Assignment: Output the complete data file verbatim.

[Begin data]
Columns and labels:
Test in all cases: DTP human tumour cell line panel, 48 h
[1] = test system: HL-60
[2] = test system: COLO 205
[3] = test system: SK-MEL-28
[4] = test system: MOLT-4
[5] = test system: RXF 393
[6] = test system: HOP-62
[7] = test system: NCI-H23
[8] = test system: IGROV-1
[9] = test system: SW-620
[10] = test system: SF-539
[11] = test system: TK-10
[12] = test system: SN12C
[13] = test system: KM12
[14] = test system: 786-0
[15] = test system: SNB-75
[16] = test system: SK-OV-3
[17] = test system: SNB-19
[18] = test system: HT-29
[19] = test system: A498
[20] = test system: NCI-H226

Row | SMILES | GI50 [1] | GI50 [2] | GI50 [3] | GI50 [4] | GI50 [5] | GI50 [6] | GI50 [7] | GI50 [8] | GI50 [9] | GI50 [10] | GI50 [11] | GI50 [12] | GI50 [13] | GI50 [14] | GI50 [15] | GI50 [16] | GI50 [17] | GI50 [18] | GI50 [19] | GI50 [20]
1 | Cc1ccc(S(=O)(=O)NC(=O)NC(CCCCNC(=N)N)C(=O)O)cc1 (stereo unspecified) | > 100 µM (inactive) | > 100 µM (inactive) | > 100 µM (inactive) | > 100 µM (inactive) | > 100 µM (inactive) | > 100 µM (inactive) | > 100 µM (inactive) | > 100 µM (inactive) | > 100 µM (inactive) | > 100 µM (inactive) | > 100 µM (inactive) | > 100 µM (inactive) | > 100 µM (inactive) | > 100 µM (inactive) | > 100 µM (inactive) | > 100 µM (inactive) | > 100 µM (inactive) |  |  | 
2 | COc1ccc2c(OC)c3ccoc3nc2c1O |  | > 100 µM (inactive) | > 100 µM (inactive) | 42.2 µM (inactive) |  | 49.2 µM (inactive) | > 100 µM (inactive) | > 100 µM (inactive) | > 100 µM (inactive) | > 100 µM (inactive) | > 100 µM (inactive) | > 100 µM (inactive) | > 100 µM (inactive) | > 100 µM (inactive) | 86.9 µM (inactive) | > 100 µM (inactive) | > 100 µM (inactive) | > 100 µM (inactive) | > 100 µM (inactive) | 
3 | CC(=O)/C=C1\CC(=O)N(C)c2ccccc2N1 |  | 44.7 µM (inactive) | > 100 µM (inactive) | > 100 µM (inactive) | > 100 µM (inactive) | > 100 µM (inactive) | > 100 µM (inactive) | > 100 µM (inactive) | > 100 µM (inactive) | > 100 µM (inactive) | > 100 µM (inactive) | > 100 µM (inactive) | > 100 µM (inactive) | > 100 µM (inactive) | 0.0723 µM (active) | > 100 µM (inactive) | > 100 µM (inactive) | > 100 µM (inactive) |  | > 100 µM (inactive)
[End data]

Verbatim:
Columns and labels:
Test in all cases: DTP human tumour cell line panel, 48 h
[1] = test system: HL-60
[2] = test system: COLO 205
[3] = test system: SK-MEL-28
[4] = test system: MOLT-4
[5] = test system: RXF 393
[6] = test system: HOP-62
[7] = test system: NCI-H23
[8] = test system: IGROV-1
[9] = test system: SW-620
[10] = test system: SF-539
[11] = test system: TK-10
[12] = test system: SN12C
[13] = test system: KM12
[14] = test system: 786-0
[15] = test system: SNB-75
[16] = test system: SK-OV-3
[17] = test system: SNB-19
[18] = test system: HT-29
[19] = test system: A498
[20] = test system: NCI-H226

Row | SMILES | GI50 [1] | GI50 [2] | GI50 [3] | GI50 [4] | GI50 [5] | GI50 [6] | GI50 [7] | GI50 [8] | GI50 [9] | GI50 [10] | GI50 [11] | GI50 [12] | GI50 [13] | GI50 [14] | GI50 [15] | GI50 [16] | GI50 [17] | GI50 [18] | GI50 [19] | GI50 [20]
1 | Cc1ccc(S(=O)(=O)NC(=O)NC(CCCCNC(=N)N)C(=O)O)cc1 (stereo unspecified) | > 100 µM (inactive) | > 100 µM (inactive) | > 100 µM (inactive) | > 100 µM (inactive) | > 100 µM (inactive) | > 100 µM (inactive) | > 100 µM (inactive) | > 100 µM (inactive) | > 100 µM (inactive) | > 100 µM (inactive) | > 100 µM (inactive) | > 100 µM (inactive) | > 100 µM (inactive) | > 100 µM (inactive) | > 100 µM (inactive) | > 100 µM (inactive) | > 100 µM (inactive) |  |  | 
2 | COc1ccc2c(OC)c3ccoc3nc2c1O |  | > 100 µM (inactive) | > 100 µM (inactive) | 42.2 µM (inactive) |  | 49.2 µM (inactive) | > 100 µM (inactive) | > 100 µM (inactive) | > 100 µM (inactive) | > 100 µM (inactive) | > 100 µM (inactive) | > 100 µM (inactive) | > 100 µM (inactive) | > 100 µM (inactive) | 86.9 µM (inactive) | > 100 µM (inactive) | > 100 µM (inactive) | > 100 µM (inactive) | > 100 µM (inactive) | 
3 | CC(=O)/C=C1\CC(=O)N(C)c2ccccc2N1 |  | 44.7 µM (inactive) | > 100 µM (inactive) | > 100 µM (inactive) | > 100 µM (inactive) | > 100 µM (inactive) | > 100 µM (inactive) | > 100 µM (inactive) | > 100 µM (inactive) | > 100 µM (inactive) | > 100 µM (inactive) | > 100 µM (inactive) | > 100 µM (inactive) | > 100 µM (inactive) | 0.0723 µM (active) | > 100 µM (inactive) | > 100 µM (inactive) | > 100 µM (inactive) |  | > 100 µM (inactive)